In the latest drama of Brexit, the British government has indicated its plans to revisit the withdrawal agreement it signed with the EU on the terms of departure. Boris Johnson’s government appears to have adopted unilateralism and a “Britain First” mentality to ensure he “gets Brexit done.”
To get an “oven-ready” Brexit signed, sealed, and delivered by the upcoming deadline on December 31, 2020, Boris Johnson is willing to commit himself to overcome the final hurdle of Brexit, even if that means breaking international law. Under the current agreed-upon terms, Northern Ireland will remain in the UK’s customs territory, with Northern Ireland being included in any future UK trade deals. However, unlike the rest of the UK, Northern Ireland will continue to adopt the EU’s Single Market regulations. Put more simply, to avoid a hard border between Northern Ireland and the Republic of Ireland, Northern Ireland will continue to adopt European levels of taxes and duties, and instead, a de facto customs border will be drawn down the Irish Sea.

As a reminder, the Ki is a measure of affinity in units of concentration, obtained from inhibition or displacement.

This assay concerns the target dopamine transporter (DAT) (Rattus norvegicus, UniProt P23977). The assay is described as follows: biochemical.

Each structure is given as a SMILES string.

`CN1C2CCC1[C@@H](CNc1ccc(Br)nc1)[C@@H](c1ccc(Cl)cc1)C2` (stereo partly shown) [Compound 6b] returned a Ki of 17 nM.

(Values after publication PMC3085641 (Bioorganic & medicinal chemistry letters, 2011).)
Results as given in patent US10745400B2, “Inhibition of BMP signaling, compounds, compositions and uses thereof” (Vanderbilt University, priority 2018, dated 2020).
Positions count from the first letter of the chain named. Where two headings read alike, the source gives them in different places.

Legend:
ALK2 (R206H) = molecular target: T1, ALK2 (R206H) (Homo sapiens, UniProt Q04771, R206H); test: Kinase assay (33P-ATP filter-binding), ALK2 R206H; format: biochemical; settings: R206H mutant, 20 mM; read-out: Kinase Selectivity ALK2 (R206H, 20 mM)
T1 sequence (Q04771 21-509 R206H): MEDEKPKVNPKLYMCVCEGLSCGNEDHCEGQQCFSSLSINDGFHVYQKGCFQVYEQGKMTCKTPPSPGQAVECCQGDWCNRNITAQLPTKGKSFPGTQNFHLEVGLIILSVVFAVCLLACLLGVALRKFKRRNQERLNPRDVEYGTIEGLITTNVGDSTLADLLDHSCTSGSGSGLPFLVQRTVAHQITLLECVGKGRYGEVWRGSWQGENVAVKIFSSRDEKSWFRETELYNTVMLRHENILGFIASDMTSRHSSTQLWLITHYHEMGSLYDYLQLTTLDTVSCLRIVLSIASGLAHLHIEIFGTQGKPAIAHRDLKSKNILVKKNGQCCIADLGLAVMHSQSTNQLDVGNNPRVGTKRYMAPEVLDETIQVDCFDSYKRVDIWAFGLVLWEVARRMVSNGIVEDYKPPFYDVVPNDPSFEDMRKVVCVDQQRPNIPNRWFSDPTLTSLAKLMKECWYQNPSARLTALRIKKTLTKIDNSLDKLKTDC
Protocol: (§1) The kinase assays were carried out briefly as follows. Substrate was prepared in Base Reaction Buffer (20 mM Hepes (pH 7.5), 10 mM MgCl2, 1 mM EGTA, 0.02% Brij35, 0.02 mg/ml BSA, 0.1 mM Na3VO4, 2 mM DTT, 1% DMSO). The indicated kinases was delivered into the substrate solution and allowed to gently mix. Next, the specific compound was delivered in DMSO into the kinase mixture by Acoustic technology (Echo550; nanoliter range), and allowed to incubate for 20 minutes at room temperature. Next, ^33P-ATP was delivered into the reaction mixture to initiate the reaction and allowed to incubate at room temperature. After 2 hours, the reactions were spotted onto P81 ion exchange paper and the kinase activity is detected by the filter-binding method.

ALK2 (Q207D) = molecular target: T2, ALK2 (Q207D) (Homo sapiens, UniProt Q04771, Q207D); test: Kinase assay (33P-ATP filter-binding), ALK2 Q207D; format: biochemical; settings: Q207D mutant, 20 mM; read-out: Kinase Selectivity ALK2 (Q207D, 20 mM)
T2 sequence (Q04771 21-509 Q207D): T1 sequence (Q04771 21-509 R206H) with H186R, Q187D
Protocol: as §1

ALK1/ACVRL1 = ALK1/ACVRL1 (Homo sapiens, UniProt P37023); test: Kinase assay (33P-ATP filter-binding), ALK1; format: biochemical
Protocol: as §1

The internal market bill, however, serves to override this Northern Ireland protocol. It seeks to remove Northern Ireland from these single market regulations, to sustain a joined-up market of the UK, and to ensure all four nations of the UK maintain the same standards and rules so that goods can be traded freely. In theory, this is a completely rational principle to advance. If the UK wants to negotiate trade deals with the likes of Australia and the US in a post-Brexit environment, a state with different internal rules and regulations would make these prospective deals exceedingly more complex, and therefore, could prevent the most desirable deal for Britain.
However, the Brexit withdrawal agreement is not just any agreement. It is a legally binding treaty, signed by both the European Union and the British government. Johnson’s unilateral withdrawal would break international law, undermine trust in an already strenuous relationship, and more importantly, could speed up the dissolution of the union.